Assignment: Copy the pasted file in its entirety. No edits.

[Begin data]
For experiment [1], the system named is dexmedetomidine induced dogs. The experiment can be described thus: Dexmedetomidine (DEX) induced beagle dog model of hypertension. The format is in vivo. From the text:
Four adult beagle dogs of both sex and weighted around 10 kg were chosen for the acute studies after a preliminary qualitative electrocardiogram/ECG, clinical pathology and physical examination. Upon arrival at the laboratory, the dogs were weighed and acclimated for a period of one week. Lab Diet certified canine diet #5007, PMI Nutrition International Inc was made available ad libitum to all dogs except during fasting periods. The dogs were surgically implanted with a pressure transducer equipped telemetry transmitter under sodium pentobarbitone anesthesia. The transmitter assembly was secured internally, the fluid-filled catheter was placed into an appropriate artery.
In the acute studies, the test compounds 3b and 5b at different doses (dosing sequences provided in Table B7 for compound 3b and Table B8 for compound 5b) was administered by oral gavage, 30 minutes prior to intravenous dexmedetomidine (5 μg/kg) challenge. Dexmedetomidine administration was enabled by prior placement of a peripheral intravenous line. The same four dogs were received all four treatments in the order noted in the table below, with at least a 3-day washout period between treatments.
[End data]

For experiment [1], the system named is dexmedetomidine induced dogs. The experiment can be described thus: Dexmedetomidine (DEX) induced beagle dog model of hypertension. The format is in vivo. From the text:
Four adult beagle dogs of both sex and weighted around 10 kg were chosen for the acute studies after a preliminary qualitative electrocardiogram/ECG, clinical pathology and physical examination. Upon arrival at the laboratory, the dogs were weighed and acclimated for a period of one week. Lab Diet certified canine diet #5007, PMI Nutrition International Inc was made available ad libitum to all dogs except during fasting periods. The dogs were surgically implanted with a pressure transducer equipped telemetry transmitter under sodium pentobarbitone anesthesia. The transmitter assembly was secured internally, the fluid-filled catheter was placed into an appropriate artery.
In the acute studies, the test compounds 3b and 5b at different doses (dosing sequences provided in Table B7 for compound 3b and Table B8 for compound 5b) was administered by oral gavage, 30 minutes prior to intravenous dexmedetomidine (5 μg/kg) challenge. Dexmedetomidine administration was enabled by prior placement of a peripheral intravenous line. The same four dogs were received all four treatments in the order noted in the table below, with at least a 3-day washout period between treatments.